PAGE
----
Snowfall doesn't provide a full season system or any real changes to the game's core economic loop. Instead, it has a few snowy, winter-themed maps in which you can build snow-themed cities. Those winter maps are always snowy, and the non-winter maps are never snowy (although they can see occasional rain and fog). Note: I'm going to get real tired of saying "non-winter maps", so henceforth, for the sake of simplicity, I will refer to them as "summer maps", even though summer isn't really a thing (yet). Your city doesn't progress from springing to summer to autumn to winter (or even just from summer to winter) and then back again, and you don't have to manage your economy so as to maximize profits during your tourist season and find a way to maintain employment and revenue during the off season. Depending on which map you select, it's either always winter, or it's always summer.

I complained about After Dark feeling like I had to go out of my way in order to use the expansions new features and specializations, but at least those features and specializations were available in all cities, and they could be applied to my existing cities from before the expansion. You have to go so far out of your way to use the Snowfall features that you have to start a whole new game on a specific subset of maps. It makes After Dark look like a broad game-changing expansion by comparison.

Cities: Skylines: Snowfall - snow maps
Only maps designated as "winter" maps will have snowfall, and they aren't very different from existing maps.

Disconnected from reality

The actual functionality of some of these winter buildings is also questionable. One of the first snow buildings that you'll unlock is the "snow dump", which is a landfill for snow. Snow plows in this game will drive around the city similar to garbage trucks, actually collecting the snow off the streets, and then taking them back to the snow dump building, which (according to its description) melts down the snow to make room for more snow. It seems like they just took the garbage truck functionality and copy-pasted it to apply to snow, only without the need for a separate incinerator building.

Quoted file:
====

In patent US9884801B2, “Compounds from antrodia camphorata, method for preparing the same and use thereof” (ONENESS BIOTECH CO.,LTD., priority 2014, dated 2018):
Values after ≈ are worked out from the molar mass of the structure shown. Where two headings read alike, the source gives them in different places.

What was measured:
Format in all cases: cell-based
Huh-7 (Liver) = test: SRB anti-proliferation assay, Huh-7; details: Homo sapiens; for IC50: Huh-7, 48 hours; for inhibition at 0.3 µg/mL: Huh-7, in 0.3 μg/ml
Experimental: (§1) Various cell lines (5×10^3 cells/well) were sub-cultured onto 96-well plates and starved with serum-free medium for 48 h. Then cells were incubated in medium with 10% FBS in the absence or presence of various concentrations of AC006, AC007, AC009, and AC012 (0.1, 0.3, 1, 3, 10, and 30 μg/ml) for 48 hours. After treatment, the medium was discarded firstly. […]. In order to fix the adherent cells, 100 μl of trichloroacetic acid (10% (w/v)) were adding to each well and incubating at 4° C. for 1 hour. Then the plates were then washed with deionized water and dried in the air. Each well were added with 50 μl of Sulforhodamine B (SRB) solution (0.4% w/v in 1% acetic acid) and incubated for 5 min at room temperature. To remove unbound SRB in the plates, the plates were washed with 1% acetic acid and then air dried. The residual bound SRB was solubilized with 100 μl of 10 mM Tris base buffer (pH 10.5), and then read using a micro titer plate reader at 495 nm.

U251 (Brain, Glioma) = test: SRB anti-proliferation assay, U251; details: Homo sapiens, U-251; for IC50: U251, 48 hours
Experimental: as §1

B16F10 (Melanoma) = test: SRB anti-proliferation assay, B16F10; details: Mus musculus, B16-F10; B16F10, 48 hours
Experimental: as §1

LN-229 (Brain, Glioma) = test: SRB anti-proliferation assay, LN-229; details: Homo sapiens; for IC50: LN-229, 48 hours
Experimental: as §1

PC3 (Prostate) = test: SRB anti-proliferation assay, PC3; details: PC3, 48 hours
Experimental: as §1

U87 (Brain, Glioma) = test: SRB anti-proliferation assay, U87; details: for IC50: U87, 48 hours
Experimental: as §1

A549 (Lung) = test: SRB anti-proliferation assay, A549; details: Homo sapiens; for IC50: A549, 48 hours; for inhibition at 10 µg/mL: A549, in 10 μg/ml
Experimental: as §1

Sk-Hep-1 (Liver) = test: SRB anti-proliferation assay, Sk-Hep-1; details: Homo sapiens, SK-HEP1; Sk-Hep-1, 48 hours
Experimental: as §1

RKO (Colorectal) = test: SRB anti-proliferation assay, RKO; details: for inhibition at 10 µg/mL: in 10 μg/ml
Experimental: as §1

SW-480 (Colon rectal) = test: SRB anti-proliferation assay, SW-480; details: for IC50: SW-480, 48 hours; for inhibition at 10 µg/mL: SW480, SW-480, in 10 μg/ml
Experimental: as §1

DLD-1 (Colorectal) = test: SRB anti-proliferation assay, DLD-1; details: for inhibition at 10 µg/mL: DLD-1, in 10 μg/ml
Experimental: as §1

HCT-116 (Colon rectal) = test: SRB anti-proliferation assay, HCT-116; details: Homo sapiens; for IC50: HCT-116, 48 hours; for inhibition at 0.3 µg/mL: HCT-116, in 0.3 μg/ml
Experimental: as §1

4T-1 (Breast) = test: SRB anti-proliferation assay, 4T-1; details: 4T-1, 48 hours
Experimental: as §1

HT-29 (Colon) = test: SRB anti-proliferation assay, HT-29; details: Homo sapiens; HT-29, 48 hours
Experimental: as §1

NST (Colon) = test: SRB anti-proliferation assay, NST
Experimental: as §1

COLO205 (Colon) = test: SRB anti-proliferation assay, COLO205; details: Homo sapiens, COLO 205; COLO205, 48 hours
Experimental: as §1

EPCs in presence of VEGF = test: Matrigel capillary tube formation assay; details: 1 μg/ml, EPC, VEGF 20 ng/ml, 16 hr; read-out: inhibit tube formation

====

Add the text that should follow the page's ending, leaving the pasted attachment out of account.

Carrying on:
Cities: Skylines: Snowfall - plowing snow
Snow can slow traffic and must be plowed.

The really weird thing is that there is also a new general road maintenance office that keeps the roads in good repair and traffic flowing smoothly. If you don't bother to build the road maintenance office, or build the snow dump or plow the snow, it will slow down your roads and eventually make them unusable. Why did these need to be two buildings? Why couldn't the road maintenance office also be the depot for snow plows?

And then there's the ski buildings, which also don't seem to work in any way comparable to real life. The ski resort is an artificial ramp that you build on flat ground. Again, that's not really how ski resorts work. Typically, a ski resort would be built high up on a mountain, where there's a natural slope and a lot of snow. The game does include a separate ski lodge building, which you could build up in a mountain, but it wouldn't work all that well. It seems to me that the Ski Resort shouldn't be a ramp, it should just be the ski lift that you build on inclined terrain, and the Ski Lodge should be built nearby and should enhance the functionality of the resort. In fact, the new snow maps don't even include mountainous terrain on which to build a more realistic ski resort and lodge. So this all seems to be a result of the game's underlying framework not having very good support for building on slopes, and Colossal Order didn't bother to design a system to allow such niche buildings like a ski resort to be built on a slope.

I may live in a desert, but I'm pretty sure that this isn't how snow plowing or ski resorts are supposed to work...

Look, I live in the desert of Las Vegas, where it was 80 degrees by mid-February, and air conditioning is not an "option" for a car. Maybe it's not my place to tell a development team in Finland how ski resorts and snow plowing are supposed to work, but I'm pretty sure that this isn't how ski resorts and snow plows work!

Don't get me wrong, these buildings are all functional, and they all work within the game's existing mechanic set. It isn't like they are broken; they're just not very realistic, and they have a disappointing feeling of sameness to them, since they don't feel functionally distinct from buildings and features that already exist. For games like this, I tend to lean towards wanting more realism whenever possible, but that's a subjective personal preference. I understand that this is just a game, and certain amounts of abstraction and creative license need to be taken...

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Welcome to Mega Bears Fan's blog, and thanks for visiting! This blog is mostly dedicated to game reviews, strategies, and analysis of my favorite games. I also talk about my other interests, like football, science and technology, movies, and so on. Feel free to read more about the blog.